Jerry Gulke: The Markets Giveth and Taketh Away
The grain markets took a hit this week. March corn prices were down 29.25￠ and March soybean prices were down $1.05 for the week ending Jan. 22. March wheat prices were down 40.75￠.
Last week, grain prices closed at the top of the week’s trading range. This week, they closed at the bottom of the weekly trading range. This isn’t a surprise after the Jan. 12 USDA reports, says Jerry Gulke, president of the Gulke Group.
“Last week we nailed a lot of things on the wall that are going to stick – that’s the yield,” he says. “There’s not another 4-bu. per acre drop coming in corn. Last week’s reports would have been negative without that 4-bu. drop, since USDA lowered exports for corn lowered, lowered feed usage and lowered ethanol. So it's a good thing we dropped the supply side.”
Now that the supply side is fixed, Gulke says, it’s all about demand.
“The function of the market is to get prices high enough to where you start to curb demand of some magnitude to where the supply and demand will come into balance,” he says. “There was some concern about having enough new-crop soybeans, and now we have some analysts saying there's going to be 89 million or maybe 90 million acres of beans, so that's kind of spooked the market.”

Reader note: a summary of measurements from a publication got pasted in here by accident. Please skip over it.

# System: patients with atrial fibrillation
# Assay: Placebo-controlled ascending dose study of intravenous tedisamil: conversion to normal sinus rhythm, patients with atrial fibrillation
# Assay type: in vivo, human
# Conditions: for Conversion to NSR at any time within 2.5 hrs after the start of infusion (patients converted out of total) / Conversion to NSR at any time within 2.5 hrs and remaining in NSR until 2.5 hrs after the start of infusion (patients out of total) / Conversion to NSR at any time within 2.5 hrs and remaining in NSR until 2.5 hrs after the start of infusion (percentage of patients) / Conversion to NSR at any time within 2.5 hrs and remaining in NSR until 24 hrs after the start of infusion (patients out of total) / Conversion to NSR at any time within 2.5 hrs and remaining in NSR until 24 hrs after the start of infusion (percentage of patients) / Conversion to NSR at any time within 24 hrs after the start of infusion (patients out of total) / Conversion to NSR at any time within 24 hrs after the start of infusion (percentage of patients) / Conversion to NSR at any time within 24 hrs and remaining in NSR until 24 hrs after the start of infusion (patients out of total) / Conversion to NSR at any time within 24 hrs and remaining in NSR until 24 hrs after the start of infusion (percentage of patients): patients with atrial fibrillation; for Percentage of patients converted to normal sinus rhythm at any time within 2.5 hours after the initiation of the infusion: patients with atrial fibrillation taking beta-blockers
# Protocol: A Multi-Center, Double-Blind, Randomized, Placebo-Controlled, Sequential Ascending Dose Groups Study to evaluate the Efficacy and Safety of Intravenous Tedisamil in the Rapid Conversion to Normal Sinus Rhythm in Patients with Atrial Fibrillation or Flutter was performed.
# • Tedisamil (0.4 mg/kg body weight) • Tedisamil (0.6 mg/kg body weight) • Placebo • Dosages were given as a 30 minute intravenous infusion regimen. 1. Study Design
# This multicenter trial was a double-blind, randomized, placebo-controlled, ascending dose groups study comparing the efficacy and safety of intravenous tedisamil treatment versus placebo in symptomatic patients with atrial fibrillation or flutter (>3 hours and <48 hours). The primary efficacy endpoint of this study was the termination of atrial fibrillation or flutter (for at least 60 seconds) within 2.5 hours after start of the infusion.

Market prices will overdo the upside and go beyond what is reasonable, Gulke says.?
“The difficulty is trying to ascertain at what point did we cross the line and get prices too high? The market kind of told us that this week,” he says. “The market giveth and the market taketh away, and sometimes it takes it away twice as fast as it gave it to you. Maybe we’ll get a dead cat bounce.”
Looking forward, Gulke says he’s watching several factors for price indications:
- Chinese trade policy
- South American yields
- U.S. acres
Find?more written and audio commentary from Gulke at?AgWeb.com/Gulke
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Jerry Gulke farms in Illinois and North Dakota. He is president of Gulke Group. Disclaimer: There is substantial risk of loss in trading futures or options, and each investor and trader must consider whether this is a suitable investment. There is no guarantee the advice we give will result in profitable trades. Past performance is not indicative of future results.